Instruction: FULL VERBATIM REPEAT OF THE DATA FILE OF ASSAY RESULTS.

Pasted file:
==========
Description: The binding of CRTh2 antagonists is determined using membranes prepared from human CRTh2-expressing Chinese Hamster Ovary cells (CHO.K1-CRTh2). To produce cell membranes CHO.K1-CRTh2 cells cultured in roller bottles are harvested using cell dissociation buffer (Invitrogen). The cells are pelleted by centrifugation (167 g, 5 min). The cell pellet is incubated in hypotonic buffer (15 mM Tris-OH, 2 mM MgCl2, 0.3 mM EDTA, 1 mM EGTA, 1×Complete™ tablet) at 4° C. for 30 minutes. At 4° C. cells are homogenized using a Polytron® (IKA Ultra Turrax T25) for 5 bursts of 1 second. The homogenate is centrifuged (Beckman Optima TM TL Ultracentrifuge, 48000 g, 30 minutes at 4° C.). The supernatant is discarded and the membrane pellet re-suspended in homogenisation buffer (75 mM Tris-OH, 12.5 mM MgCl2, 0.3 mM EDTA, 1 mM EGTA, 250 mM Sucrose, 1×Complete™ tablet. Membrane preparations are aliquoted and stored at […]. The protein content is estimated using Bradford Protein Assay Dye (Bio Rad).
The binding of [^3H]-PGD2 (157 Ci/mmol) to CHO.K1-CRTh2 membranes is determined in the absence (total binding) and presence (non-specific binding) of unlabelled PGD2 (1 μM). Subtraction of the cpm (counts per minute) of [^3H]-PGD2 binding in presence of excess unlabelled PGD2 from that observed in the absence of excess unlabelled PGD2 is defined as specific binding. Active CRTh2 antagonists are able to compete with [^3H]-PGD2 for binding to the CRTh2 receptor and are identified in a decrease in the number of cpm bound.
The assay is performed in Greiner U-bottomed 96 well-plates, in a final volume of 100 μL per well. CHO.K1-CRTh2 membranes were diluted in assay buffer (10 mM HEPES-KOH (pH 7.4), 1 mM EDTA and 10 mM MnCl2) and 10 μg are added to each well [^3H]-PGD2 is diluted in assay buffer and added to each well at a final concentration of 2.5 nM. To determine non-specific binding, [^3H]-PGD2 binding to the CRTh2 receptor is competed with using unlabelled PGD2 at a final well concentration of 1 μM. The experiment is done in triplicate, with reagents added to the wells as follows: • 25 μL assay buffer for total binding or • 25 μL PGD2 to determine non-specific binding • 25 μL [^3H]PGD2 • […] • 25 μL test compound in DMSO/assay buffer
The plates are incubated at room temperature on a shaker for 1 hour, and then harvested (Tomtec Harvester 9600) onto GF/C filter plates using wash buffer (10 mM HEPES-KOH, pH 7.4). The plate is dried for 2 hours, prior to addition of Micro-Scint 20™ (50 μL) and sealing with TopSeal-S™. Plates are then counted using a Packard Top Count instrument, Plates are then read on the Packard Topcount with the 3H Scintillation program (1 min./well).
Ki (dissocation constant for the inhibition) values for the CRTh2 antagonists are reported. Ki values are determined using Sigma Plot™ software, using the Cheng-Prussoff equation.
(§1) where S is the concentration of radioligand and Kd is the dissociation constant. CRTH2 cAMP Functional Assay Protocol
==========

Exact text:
Description: The binding of CRTh2 antagonists is determined using membranes prepared from human CRTh2-expressing Chinese Hamster Ovary cells (CHO.K1-CRTh2). To produce cell membranes CHO.K1-CRTh2 cells cultured in roller bottles are harvested using cell dissociation buffer (Invitrogen). The cells are pelleted by centrifugation (167 g, 5 min). The cell pellet is incubated in hypotonic buffer (15 mM Tris-OH, 2 mM MgCl2, 0.3 mM EDTA, 1 mM EGTA, 1×Complete™ tablet) at 4° C. for 30 minutes. At 4° C. cells are homogenized using a Polytron® (IKA Ultra Turrax T25) for 5 bursts of 1 second. The homogenate is centrifuged (Beckman Optima TM TL Ultracentrifuge, 48000 g, 30 minutes at 4° C.). The supernatant is discarded and the membrane pellet re-suspended in homogenisation buffer (75 mM Tris-OH, 12.5 mM MgCl2, 0.3 mM EDTA, 1 mM EGTA, 250 mM Sucrose, 1×Complete™ tablet. Membrane preparations are aliquoted and stored at […]. The protein content is estimated using Bradford Protein Assay Dye (Bio Rad).
The binding of [^3H]-PGD2 (157 Ci/mmol) to CHO.K1-CRTh2 membranes is determined in the absence (total binding) and presence (non-specific binding) of unlabelled PGD2 (1 μM). Subtraction of the cpm (counts per minute) of [^3H]-PGD2 binding in presence of excess unlabelled PGD2 from that observed in the absence of excess unlabelled PGD2 is defined as specific binding. Active CRTh2 antagonists are able to compete with [^3H]-PGD2 for binding to the CRTh2 receptor and are identified in a decrease in the number of cpm bound.
The assay is performed in Greiner U-bottomed 96 well-plates, in a final volume of 100 μL per well. CHO.K1-CRTh2 membranes were diluted in assay buffer (10 mM HEPES-KOH (pH 7.4), 1 mM EDTA and 10 mM MnCl2) and 10 μg are added to each well [^3H]-PGD2 is diluted in assay buffer and added to each well at a final concentration of 2.5 nM. To determine non-specific binding, [^3H]-PGD2 binding to the CRTh2 receptor is competed with using unlabelled PGD2 at a final well concentration of 1 μM. The experiment is done in triplicate, with reagents added to the wells as follows: • 25 μL assay buffer for total binding or • 25 μL PGD2 to determine non-specific binding • 25 μL [^3H]PGD2 • […] • 25 μL test compound in DMSO/assay buffer
The plates are incubated at room temperature on a shaker for 1 hour, and then harvested (Tomtec Harvester 9600) onto GF/C filter plates using wash buffer (10 mM HEPES-KOH, pH 7.4). The plate is dried for 2 hours, prior to addition of Micro-Scint 20™ (50 μL) and sealing with TopSeal-S™. Plates are then counted using a Packard Top Count instrument, Plates are then read on the Packard Topcount with the 3H Scintillation program (1 min./well).
Ki (dissocation constant for the inhibition) values for the CRTh2 antagonists are reported. Ki values are determined using Sigma Plot™ software, using the Cheng-Prussoff equation.
(§1) where S is the concentration of radioligand and Kd is the dissociation constant. CRTH2 cAMP Functional Assay Protocol